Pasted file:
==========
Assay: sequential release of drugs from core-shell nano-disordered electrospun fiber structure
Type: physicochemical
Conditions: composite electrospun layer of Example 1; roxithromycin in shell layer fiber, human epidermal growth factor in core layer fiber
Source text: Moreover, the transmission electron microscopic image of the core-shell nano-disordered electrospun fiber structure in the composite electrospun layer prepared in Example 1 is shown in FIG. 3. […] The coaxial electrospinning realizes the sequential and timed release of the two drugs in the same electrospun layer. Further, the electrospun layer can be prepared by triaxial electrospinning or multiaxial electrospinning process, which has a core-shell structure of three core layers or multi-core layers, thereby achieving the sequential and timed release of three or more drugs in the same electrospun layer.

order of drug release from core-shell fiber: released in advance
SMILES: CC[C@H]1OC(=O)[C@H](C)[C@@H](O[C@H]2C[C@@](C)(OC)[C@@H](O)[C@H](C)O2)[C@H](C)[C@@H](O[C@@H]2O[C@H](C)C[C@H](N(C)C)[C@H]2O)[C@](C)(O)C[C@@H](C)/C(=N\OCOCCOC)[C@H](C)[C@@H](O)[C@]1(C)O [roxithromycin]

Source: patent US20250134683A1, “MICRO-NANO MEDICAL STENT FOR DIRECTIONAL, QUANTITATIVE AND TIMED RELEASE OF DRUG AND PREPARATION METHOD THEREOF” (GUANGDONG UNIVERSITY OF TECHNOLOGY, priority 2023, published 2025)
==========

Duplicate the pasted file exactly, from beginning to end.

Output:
Assay: sequential release of drugs from core-shell nano-disordered electrospun fiber structure
Type: physicochemical
Conditions: composite electrospun layer of Example 1; roxithromycin in shell layer fiber, human epidermal growth factor in core layer fiber
Source text: Moreover, the transmission electron microscopic image of the core-shell nano-disordered electrospun fiber structure in the composite electrospun layer prepared in Example 1 is shown in FIG. 3. […] The coaxial electrospinning realizes the sequential and timed release of the two drugs in the same electrospun layer. Further, the electrospun layer can be prepared by triaxial electrospinning or multiaxial electrospinning process, which has a core-shell structure of three core layers or multi-core layers, thereby achieving the sequential and timed release of three or more drugs in the same electrospun layer.

order of drug release from core-shell fiber: released in advance
SMILES: CC[C@H]1OC(=O)[C@H](C)[C@@H](O[C@H]2C[C@@](C)(OC)[C@@H](O)[C@H](C)O2)[C@H](C)[C@@H](O[C@@H]2O[C@H](C)C[C@H](N(C)C)[C@H]2O)[C@](C)(O)C[C@@H](C)/C(=N\OCOCCOC)[C@H](C)[C@@H](O)[C@]1(C)O [roxithromycin]

Source: patent US20250134683A1, “MICRO-NANO MEDICAL STENT FOR DIRECTIONAL, QUANTITATIVE AND TIMED RELEASE OF DRUG AND PREPARATION METHOD THEREOF” (GUANGDONG UNIVERSITY OF TECHNOLOGY, priority 2023, published 2025)